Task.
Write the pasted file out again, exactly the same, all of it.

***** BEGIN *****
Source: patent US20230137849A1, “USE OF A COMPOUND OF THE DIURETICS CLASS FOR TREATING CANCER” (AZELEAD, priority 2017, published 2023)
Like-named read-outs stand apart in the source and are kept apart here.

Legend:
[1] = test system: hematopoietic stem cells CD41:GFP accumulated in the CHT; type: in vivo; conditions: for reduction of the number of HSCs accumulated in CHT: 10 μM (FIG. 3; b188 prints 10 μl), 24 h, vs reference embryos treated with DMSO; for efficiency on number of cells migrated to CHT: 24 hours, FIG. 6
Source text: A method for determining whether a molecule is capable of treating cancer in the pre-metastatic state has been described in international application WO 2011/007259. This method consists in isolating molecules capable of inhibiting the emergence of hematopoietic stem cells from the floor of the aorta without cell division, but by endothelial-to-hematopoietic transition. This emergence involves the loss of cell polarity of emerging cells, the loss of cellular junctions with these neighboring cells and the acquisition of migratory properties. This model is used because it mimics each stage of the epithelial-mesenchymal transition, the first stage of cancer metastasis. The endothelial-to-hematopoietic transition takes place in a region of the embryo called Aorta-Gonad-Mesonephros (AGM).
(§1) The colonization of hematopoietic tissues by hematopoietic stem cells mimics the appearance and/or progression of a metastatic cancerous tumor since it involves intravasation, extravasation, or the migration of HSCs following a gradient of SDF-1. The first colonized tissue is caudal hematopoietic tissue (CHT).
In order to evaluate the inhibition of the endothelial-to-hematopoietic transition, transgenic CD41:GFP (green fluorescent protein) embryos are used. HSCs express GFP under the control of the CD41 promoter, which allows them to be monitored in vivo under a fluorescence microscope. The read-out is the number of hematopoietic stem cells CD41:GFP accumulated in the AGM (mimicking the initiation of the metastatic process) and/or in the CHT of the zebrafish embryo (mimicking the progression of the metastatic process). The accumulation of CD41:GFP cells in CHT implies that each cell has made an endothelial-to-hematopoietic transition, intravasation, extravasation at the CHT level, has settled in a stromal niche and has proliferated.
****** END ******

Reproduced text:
Source: patent US20230137849A1, “USE OF A COMPOUND OF THE DIURETICS CLASS FOR TREATING CANCER” (AZELEAD, priority 2017, published 2023)
Like-named read-outs stand apart in the source and are kept apart here.

Legend:
[1] = test system: hematopoietic stem cells CD41:GFP accumulated in the CHT; type: in vivo; conditions: for reduction of the number of HSCs accumulated in CHT: 10 μM (FIG. 3; b188 prints 10 μl), 24 h, vs reference embryos treated with DMSO; for efficiency on number of cells migrated to CHT: 24 hours, FIG. 6
Source text: A method for determining whether a molecule is capable of treating cancer in the pre-metastatic state has been described in international application WO 2011/007259. This method consists in isolating molecules capable of inhibiting the emergence of hematopoietic stem cells from the floor of the aorta without cell division, but by endothelial-to-hematopoietic transition. This emergence involves the loss of cell polarity of emerging cells, the loss of cellular junctions with these neighboring cells and the acquisition of migratory properties. This model is used because it mimics each stage of the epithelial-mesenchymal transition, the first stage of cancer metastasis. The endothelial-to-hematopoietic transition takes place in a region of the embryo called Aorta-Gonad-Mesonephros (AGM).
(§1) The colonization of hematopoietic tissues by hematopoietic stem cells mimics the appearance and/or progression of a metastatic cancerous tumor since it involves intravasation, extravasation, or the migration of HSCs following a gradient of SDF-1. The first colonized tissue is caudal hematopoietic tissue (CHT).
In order to evaluate the inhibition of the endothelial-to-hematopoietic transition, transgenic CD41:GFP (green fluorescent protein) embryos are used. HSCs express GFP under the control of the CD41 promoter, which allows them to be monitored in vivo under a fluorescence microscope. The read-out is the number of hematopoietic stem cells CD41:GFP accumulated in the AGM (mimicking the initiation of the metastatic process) and/or in the CHT of the zebrafish embryo (mimicking the progression of the metastatic process). The accumulation of CD41:GFP cells in CHT implies that each cell has made an endothelial-to-hematopoietic transition, intravasation, extravasation at the CHT level, has settled in a stromal niche and has proliferated.